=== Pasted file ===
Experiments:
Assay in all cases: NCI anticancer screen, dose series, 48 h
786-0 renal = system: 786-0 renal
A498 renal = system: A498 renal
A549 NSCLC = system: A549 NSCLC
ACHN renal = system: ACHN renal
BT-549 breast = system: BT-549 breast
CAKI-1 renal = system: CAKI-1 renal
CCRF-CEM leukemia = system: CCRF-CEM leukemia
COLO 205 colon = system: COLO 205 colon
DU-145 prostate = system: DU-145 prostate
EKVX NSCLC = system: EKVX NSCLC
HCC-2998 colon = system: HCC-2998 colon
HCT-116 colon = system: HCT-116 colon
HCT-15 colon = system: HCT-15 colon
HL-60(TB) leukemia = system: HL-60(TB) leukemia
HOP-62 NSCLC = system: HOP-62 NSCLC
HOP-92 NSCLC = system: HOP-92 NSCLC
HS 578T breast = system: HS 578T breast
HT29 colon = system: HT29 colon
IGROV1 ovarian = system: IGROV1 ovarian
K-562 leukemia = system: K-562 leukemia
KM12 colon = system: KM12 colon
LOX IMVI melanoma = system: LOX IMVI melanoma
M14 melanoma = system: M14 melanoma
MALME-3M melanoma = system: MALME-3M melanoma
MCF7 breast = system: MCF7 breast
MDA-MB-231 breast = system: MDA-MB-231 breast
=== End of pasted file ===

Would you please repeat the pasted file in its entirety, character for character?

Experiments:
Assay in all cases: NCI anticancer screen, dose series, 48 h
786-0 renal = system: 786-0 renal
A498 renal = system: A498 renal
A549 NSCLC = system: A549 NSCLC
ACHN renal = system: ACHN renal
BT-549 breast = system: BT-549 breast
CAKI-1 renal = system: CAKI-1 renal
CCRF-CEM leukemia = system: CCRF-CEM leukemia
COLO 205 colon = system: COLO 205 colon
DU-145 prostate = system: DU-145 prostate
EKVX NSCLC = system: EKVX NSCLC
HCC-2998 colon = system: HCC-2998 colon
HCT-116 colon = system: HCT-116 colon
HCT-15 colon = system: HCT-15 colon
HL-60(TB) leukemia = system: HL-60(TB) leukemia
HOP-62 NSCLC = system: HOP-62 NSCLC
HOP-92 NSCLC = system: HOP-92 NSCLC
HS 578T breast = system: HS 578T breast
HT29 colon = system: HT29 colon
IGROV1 ovarian = system: IGROV1 ovarian
K-562 leukemia = system: K-562 leukemia
KM12 colon = system: KM12 colon
LOX IMVI melanoma = system: LOX IMVI melanoma
M14 melanoma = system: M14 melanoma
MALME-3M melanoma = system: MALME-3M melanoma
MCF7 breast = system: MCF7 breast
MDA-MB-231 breast = system: MDA-MB-231 breast